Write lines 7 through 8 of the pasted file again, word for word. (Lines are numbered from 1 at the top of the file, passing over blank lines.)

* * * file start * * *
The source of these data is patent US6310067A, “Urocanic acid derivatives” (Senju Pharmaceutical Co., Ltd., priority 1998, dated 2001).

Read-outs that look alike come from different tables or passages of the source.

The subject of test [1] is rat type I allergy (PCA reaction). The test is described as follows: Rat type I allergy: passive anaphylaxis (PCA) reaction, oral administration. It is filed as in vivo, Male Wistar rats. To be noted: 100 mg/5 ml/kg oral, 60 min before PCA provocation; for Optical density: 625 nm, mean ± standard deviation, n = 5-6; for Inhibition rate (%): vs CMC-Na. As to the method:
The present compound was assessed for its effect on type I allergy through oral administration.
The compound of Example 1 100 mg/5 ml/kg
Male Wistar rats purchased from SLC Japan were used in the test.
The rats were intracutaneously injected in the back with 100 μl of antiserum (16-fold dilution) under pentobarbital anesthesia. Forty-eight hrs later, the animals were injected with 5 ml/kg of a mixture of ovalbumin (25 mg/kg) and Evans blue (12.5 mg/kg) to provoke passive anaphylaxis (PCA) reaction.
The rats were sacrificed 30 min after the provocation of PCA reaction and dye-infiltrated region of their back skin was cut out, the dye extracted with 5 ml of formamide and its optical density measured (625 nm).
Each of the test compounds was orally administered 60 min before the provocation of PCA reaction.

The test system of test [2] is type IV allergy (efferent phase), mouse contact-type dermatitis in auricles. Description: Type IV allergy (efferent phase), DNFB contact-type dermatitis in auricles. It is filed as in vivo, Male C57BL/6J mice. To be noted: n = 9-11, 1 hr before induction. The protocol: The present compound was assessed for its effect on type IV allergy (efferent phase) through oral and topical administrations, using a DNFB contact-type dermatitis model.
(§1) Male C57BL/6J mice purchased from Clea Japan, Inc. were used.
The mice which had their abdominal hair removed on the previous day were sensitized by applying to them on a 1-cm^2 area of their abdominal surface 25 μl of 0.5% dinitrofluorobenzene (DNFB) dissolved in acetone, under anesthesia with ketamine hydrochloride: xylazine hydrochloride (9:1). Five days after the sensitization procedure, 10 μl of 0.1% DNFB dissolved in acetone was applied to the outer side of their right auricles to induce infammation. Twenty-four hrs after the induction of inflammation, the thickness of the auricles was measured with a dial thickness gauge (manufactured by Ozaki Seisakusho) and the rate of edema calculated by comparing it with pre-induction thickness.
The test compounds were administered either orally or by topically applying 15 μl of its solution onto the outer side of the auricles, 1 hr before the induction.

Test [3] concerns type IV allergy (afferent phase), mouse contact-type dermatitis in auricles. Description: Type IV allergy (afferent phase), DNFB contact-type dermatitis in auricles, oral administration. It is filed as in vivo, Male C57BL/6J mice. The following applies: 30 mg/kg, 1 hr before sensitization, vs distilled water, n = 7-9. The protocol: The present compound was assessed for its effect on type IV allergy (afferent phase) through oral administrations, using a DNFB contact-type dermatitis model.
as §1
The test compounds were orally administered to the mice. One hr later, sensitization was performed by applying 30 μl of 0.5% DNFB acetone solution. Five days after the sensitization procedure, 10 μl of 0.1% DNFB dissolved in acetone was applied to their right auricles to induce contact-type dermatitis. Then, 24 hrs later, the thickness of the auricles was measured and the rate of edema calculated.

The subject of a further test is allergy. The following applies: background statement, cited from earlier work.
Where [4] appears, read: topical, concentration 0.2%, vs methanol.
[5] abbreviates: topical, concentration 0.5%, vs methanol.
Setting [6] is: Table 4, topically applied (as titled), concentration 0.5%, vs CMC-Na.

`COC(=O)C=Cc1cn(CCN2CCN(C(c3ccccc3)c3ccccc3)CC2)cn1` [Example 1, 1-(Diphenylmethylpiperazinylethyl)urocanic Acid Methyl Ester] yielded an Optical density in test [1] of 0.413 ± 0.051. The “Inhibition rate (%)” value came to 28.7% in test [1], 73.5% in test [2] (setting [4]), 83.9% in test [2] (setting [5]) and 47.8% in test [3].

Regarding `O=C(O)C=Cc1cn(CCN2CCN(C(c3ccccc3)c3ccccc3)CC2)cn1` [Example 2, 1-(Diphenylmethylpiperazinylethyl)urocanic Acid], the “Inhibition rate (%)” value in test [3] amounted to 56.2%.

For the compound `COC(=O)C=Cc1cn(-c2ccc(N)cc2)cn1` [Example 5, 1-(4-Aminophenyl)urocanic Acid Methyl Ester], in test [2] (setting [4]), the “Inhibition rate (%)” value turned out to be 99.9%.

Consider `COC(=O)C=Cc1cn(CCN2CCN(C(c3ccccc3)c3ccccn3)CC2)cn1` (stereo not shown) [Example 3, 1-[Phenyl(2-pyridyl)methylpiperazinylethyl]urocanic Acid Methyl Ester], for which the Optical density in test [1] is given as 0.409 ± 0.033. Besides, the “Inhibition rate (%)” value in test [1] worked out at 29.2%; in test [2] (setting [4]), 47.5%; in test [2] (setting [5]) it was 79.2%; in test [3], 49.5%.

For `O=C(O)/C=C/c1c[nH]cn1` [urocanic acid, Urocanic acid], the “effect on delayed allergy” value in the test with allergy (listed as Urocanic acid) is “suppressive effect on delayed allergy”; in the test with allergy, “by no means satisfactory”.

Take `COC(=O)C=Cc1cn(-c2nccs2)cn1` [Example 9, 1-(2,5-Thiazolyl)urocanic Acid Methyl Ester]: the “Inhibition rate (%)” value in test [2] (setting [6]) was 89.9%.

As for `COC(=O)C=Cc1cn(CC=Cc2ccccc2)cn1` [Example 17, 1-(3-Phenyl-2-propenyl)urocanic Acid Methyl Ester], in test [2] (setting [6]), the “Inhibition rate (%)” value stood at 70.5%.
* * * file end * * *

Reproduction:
The rats were intracutaneously injected in the back with 100 μl of antiserum (16-fold dilution) under pentobarbital anesthesia. Forty-eight hrs later, the animals were injected with 5 ml/kg of a mixture of ovalbumin (25 mg/kg) and Evans blue (12.5 mg/kg) to provoke passive anaphylaxis (PCA) reaction.
The rats were sacrificed 30 min after the provocation of PCA reaction and dye-infiltrated region of their back skin was cut out, the dye extracted with 5 ml of formamide and its optical density measured (625 nm).